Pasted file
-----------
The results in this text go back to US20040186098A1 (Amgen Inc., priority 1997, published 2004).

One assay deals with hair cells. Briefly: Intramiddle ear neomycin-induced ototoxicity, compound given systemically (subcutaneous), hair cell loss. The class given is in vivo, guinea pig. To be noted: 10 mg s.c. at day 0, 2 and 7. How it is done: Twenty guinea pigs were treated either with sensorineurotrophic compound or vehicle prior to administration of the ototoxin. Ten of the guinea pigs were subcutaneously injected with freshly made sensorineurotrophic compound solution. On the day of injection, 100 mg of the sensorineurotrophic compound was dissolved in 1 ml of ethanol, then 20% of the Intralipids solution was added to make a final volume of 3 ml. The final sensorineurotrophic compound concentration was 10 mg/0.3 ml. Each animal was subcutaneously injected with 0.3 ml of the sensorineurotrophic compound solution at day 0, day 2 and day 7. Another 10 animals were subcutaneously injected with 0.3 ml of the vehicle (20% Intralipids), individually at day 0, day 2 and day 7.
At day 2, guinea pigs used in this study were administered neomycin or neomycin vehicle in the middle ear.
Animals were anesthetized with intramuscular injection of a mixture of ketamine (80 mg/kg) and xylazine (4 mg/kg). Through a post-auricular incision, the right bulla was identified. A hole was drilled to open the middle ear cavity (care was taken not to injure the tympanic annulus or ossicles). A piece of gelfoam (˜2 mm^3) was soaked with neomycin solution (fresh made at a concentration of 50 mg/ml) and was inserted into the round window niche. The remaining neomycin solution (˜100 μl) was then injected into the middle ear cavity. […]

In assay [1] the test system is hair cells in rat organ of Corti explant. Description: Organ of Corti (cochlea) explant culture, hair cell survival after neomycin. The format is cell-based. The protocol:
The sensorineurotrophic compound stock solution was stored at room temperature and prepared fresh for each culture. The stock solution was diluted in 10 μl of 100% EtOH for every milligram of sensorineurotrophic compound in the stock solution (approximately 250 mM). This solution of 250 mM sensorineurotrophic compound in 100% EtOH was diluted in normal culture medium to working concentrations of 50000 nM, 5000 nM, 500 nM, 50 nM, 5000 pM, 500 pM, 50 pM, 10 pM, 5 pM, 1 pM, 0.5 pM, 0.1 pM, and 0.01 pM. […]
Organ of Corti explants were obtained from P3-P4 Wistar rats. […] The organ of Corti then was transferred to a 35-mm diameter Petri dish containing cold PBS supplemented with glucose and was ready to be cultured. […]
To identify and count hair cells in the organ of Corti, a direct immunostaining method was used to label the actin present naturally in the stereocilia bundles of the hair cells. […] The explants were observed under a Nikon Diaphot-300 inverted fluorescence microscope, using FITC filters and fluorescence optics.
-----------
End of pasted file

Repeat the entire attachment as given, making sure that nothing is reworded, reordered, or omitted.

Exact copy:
The results in this text go back to US20040186098A1 (Amgen Inc., priority 1997, published 2004).

One assay deals with hair cells. Briefly: Intramiddle ear neomycin-induced ototoxicity, compound given systemically (subcutaneous), hair cell loss. The class given is in vivo, guinea pig. To be noted: 10 mg s.c. at day 0, 2 and 7. How it is done: Twenty guinea pigs were treated either with sensorineurotrophic compound or vehicle prior to administration of the ototoxin. Ten of the guinea pigs were subcutaneously injected with freshly made sensorineurotrophic compound solution. On the day of injection, 100 mg of the sensorineurotrophic compound was dissolved in 1 ml of ethanol, then 20% of the Intralipids solution was added to make a final volume of 3 ml. The final sensorineurotrophic compound concentration was 10 mg/0.3 ml. Each animal was subcutaneously injected with 0.3 ml of the sensorineurotrophic compound solution at day 0, day 2 and day 7. Another 10 animals were subcutaneously injected with 0.3 ml of the vehicle (20% Intralipids), individually at day 0, day 2 and day 7.
At day 2, guinea pigs used in this study were administered neomycin or neomycin vehicle in the middle ear.
Animals were anesthetized with intramuscular injection of a mixture of ketamine (80 mg/kg) and xylazine (4 mg/kg). Through a post-auricular incision, the right bulla was identified. A hole was drilled to open the middle ear cavity (care was taken not to injure the tympanic annulus or ossicles). A piece of gelfoam (˜2 mm^3) was soaked with neomycin solution (fresh made at a concentration of 50 mg/ml) and was inserted into the round window niche. The remaining neomycin solution (˜100 μl) was then injected into the middle ear cavity. […]

In assay [1] the test system is hair cells in rat organ of Corti explant. Description: Organ of Corti (cochlea) explant culture, hair cell survival after neomycin. The format is cell-based. The protocol:
The sensorineurotrophic compound stock solution was stored at room temperature and prepared fresh for each culture. The stock solution was diluted in 10 μl of 100% EtOH for every milligram of sensorineurotrophic compound in the stock solution (approximately 250 mM). This solution of 250 mM sensorineurotrophic compound in 100% EtOH was diluted in normal culture medium to working concentrations of 50000 nM, 5000 nM, 500 nM, 50 nM, 5000 pM, 500 pM, 50 pM, 10 pM, 5 pM, 1 pM, 0.5 pM, 0.1 pM, and 0.01 pM. […]
Organ of Corti explants were obtained from P3-P4 Wistar rats. […] The organ of Corti then was transferred to a 35-mm diameter Petri dish containing cold PBS supplemented with glucose and was ready to be cultured. […]
To identify and count hair cells in the organ of Corti, a direct immunostaining method was used to label the actin present naturally in the stereocilia bundles of the hair cells. […] The explants were observed under a Nikon Diaphot-300 inverted fluorescence microscope, using FITC filters and fluorescence optics.